Theatrical style

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There are four basic theatrical forms either defined, implied, or derived by or from Aristotle: Tragedy; Comedy; Melodrama; and Drama. Any number of styles can be used to convey these forms.

A good working definition of, "Style", is how something is done. Theatrical styles are influenced by their time and place, artistic and other social structures, as well as the individual style of the particular artist or artists. As theater is a mongrel art form, a production may or may not have stylistic integrity with regard to script, acting, direction, design, music, and venue.


There are a variety of theatrical styles used in theater/drama. These include

Naturalism Portraying life on stage with a close attention to detail, based on observation of real life. Cause and effect are central to the script's structure, with the subjects focused on conflicts of "nature vs. nurture", the natural order of things, survival, notions of evolution. The production style is one of everyday reality.

Realism Portraying characters on stage that are close to real life, with realistic settings and staging. Realism is an effort to satisfy all the theatrical conventions necessary to the production, but to do so in a way that seems to be "normal" life.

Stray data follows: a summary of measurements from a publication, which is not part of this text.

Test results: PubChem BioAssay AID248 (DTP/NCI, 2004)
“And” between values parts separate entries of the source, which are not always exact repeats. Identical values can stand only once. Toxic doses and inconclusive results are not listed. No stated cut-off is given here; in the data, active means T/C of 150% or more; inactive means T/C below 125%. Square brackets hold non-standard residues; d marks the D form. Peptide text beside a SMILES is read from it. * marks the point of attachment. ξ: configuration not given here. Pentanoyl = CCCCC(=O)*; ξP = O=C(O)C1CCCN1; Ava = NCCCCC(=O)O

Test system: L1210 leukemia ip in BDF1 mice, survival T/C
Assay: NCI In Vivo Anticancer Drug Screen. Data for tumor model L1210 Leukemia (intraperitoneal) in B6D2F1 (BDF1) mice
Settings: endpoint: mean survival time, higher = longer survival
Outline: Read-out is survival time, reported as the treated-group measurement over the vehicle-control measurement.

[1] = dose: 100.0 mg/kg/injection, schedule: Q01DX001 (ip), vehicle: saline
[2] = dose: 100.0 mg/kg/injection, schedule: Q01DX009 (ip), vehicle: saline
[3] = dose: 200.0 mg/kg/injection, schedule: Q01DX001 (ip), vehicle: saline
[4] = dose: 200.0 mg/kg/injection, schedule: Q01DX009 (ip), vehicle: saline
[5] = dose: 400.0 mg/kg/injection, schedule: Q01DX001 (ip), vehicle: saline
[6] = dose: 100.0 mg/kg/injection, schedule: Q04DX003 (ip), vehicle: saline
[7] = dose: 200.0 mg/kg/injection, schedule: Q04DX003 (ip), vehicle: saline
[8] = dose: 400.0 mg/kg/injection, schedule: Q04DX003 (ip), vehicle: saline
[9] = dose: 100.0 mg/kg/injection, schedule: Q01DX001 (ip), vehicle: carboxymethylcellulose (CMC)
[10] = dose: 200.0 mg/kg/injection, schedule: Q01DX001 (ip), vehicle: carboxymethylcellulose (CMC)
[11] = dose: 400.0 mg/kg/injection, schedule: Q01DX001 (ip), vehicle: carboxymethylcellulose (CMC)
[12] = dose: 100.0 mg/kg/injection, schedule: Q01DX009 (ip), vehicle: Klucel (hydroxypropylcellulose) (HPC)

Expressionism Anti-realistic in seeing appearance as distorted and the truth lying within man. The outward appearance on stage can be distorted and unrealistic to portray an eternal truth or internal emotional conflict.

Absurdity and Surrealism Presents a perspective that all human attempts at significance are illogical. Ultimate truth is chaos with little certainty. There is no necessity that need drive us.

Epic Theatre As devised by Bertolt Brecht, epic theatre forces audience members to constantly return to rational observation, rather than emotional immersion. Sudden bursts of song, elements of absurdity and breaches of the fourth wall are all prime examples of how this rational observation is constantly revitalized; this idea is known as Verfremdungseffekt.

Melodrama As devised by early Greek dramatists, these styles rely on stock characters and stereotypes to portray stories in an exaggerated way, either tragic or comic. Links to commedia dell'arte.

Theatre of Cruelty As developed by Antonin Artaud, a style that encourages the shock and horror of the audience, through the excessive use of light and sound, instead of active entertainment or emotional relaxation.

Physical theatre A modernist approach to theatre which centralises a performer's movement as the key communicator of a play's storytelling.

Poor theatre Developed by Jerzy Growotski, this genre believes in the stripping back of set, props, costume, light and sound to allow focus to be placed solely upon the actors, their characterisation and the underlying human relationships.

Immersive theatre Developed by Augusto Boal, these styles all place focus on the audience member's individuality: their personal decisions, opinions and emotions, and how that impacts those of the characters onstage. The audience firmly exists within the 'world of the play'. Links to Promenade and Forum theatre.

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